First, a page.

On the heels of the Conference On Clean Energy in Boston last week, it is worth drawing attention to the Massachusetts SREC program. Though the market is still in the very early stages of development, the program has been well-conceived and one that may serve to be a template for future SREC markets. (And yes, SREC markets are coming!)
Solar is nothing new to Massachusetts, but SRECs were only introduced in 2010. Prior to the solar carve-out, solar owners had to rely on large upfront incentives and the sale of Class I RECs that had limited value. The solar carve-out set the stage for an SREC program that will provide a market-based incentive to help subsidize the cost of solar today. Though any homeowner or investor would prefer an upfront cash grant from the state for their solar system, the reality is that both society and the industry have suffered from a reliance on these programs that are at the same time costly and incredibly volatile in availability. The beauty of the SREC program is that it creates a market-based subsidy that is not paid out by the state government, but by the electricity companies that supply the state. Though the price paid for SRECs may vary, the payments made to solar owners for SREC sales can be viewed as a tax levied on the suppliers of dirty energy. As such, once implemented, the program does not require the additional allocation of state funding to subsidize projects. As solar proliferates in the state, the market-based SREC price will come down over time. Meanwhile, solar businesses that adapt to the SREC program will find comfort in the continuity it provides, especially after years of boom and bust periods driven by upfront subsidies.
This fluctuating SREC price is at the heart of the greatest challenge that participants in the solar industry face when confronted with an SREC market. Addressing this uncertainty is precisely why Massachusetts stands out from any other SREC market in the U.S. Instead of setting fixed long-term targets that may or may not be achieved, Massachusetts has set up a formula that publishes a new target each year based on the conditions in the market the previous year. This formula is designed to ensure that the state is setting goals that are neither too aggressive nor too weak. As a result, it should be easier for developers to finance solar projects based on the price of SRECs.
This is very different from what we’ve seen in other states. In New Jersey, the state goals increased so aggressively that the market could not keep up and SREC values remained high. This isn’t entirely a bad thing for New Jersey since the state earned ~$700 for each SREC that electricity companies fell short last year. Though that money was intended to fund clean energy projects, Republican Governor Christie was able to use it to balance the state budget. Although the next few examples highlight the opposite extreme, the shortfall in New Jersey in 2010 could very easily happen to any of the other SREC states 5 years from now. At about 255 MW required this year, New Jersey dwarfs every other state that followed in implementing a program.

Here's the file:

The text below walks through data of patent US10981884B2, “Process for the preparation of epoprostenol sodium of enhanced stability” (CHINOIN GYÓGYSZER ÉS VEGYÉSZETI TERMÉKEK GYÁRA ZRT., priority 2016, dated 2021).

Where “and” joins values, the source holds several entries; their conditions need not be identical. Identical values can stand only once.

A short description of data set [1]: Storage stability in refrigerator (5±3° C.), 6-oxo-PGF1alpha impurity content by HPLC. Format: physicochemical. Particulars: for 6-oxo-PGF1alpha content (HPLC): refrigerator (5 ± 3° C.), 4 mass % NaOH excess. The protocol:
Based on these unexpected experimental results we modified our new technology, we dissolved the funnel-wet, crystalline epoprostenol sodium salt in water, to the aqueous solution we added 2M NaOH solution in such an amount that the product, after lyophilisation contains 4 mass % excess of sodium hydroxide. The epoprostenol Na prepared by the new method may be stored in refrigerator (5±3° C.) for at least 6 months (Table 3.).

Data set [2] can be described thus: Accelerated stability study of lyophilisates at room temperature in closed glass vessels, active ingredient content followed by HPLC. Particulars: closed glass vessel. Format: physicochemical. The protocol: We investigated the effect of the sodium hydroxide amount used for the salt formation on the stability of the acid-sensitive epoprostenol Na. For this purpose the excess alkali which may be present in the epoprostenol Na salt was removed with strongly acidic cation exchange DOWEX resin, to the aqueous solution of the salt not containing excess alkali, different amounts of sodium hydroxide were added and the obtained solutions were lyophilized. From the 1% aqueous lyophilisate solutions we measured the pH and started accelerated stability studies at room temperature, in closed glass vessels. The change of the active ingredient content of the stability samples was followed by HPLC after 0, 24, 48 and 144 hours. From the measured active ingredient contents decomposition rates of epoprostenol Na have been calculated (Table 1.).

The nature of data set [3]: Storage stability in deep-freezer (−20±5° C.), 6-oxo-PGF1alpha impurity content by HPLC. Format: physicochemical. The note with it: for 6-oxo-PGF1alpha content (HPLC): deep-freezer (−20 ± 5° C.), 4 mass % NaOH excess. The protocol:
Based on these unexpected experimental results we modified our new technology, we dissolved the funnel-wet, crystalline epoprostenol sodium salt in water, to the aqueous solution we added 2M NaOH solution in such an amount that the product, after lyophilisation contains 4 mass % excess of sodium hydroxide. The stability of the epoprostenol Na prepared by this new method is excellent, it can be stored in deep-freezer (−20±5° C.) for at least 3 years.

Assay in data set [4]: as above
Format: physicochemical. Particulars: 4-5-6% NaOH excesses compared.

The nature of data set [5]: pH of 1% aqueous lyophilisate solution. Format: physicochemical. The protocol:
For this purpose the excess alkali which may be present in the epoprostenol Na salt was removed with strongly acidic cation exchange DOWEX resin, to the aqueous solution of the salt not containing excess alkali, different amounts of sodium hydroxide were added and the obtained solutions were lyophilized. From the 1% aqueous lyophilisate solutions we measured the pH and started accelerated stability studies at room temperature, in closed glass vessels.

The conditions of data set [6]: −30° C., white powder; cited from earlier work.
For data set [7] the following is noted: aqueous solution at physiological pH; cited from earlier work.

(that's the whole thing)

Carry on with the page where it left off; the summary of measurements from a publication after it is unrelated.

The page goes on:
In the smaller state markets, the problem in the early years is the disproportionate impact that a large project could have on a single market. In 2009 the Delaware market was threatened by a 14 MW Delmarva project that would have collapsed state SREC pricing if it weren’t for state intervention. Meanwhile, in the next few years, the announcement by AEP of a 50 MW project in Ohio could place a significant burden on the in-state solar industry that only has about a 45 MW requirement for 2011. New Jersey was able to protect the SREC program in the early years by placing a 2MW maximum on qualification. It lifted that restriction in 2010 to feed the exponential growth needed to meet the RPS solar requirement. Hopefully Ohio, Pennsylvania and the other budding state SREC markets realize the impact these large projects will have on a solar industry that is just learning to thrive off of SRECs.
Meanwhile, back in Massachusetts, it seems the state has already thought through a lot of these issues. The aforementioned formula for determining the requirement each year provides certainty that an influx of large projects won’t collapse SREC pricing for everyone else. In addition, though it recently raised the cap on system sizes from 2 MW to 6 MW, the cap should be enough to ensure that an industry is built, not a few large solar farms. Finally, in case the flexible requirement and 6 MW cap weren’t enough to help participants feel comfortable, the state implemented a program with a floor price of $300 per SREC. As a result, SRECs in Massachusetts will trade between $300 and $600. In the unlikely event that there is an oversupply, the state will host a fixed-price auction that will give buyers a chance to purchase the SRECs at $300 to get an early start on the next year. If the SRECs don’t sell after a couple rounds, the state will put them back into the market with an extended life, while at the same time, increasing the requirements proportionally.
In summary, if all goes as planned with the Massachusetts solar carve-out, the state requirement should increase enough each year so that there is never an oversupply. In the event that there is an oversupply, the state will host an auction for buyers at $300. If any SRECs go through the auction unsold, the state will increase the requirements to make sure that buyers will be willing to pay more than $300 for them. For someone looking for certainty in SREC prices, a gaping oversupply will be very unlikely, an unsuccessful last-chance auction will be extremely rare, and if both those scenarios exist, the possibility that a buyer is not willing to pay at least $300 per SREC is unimaginable under the rules put forth by the state of Massachusetts.
Hopefully all the other SREC states, current and future, take note of the Massachusetts Solar Carve-Out.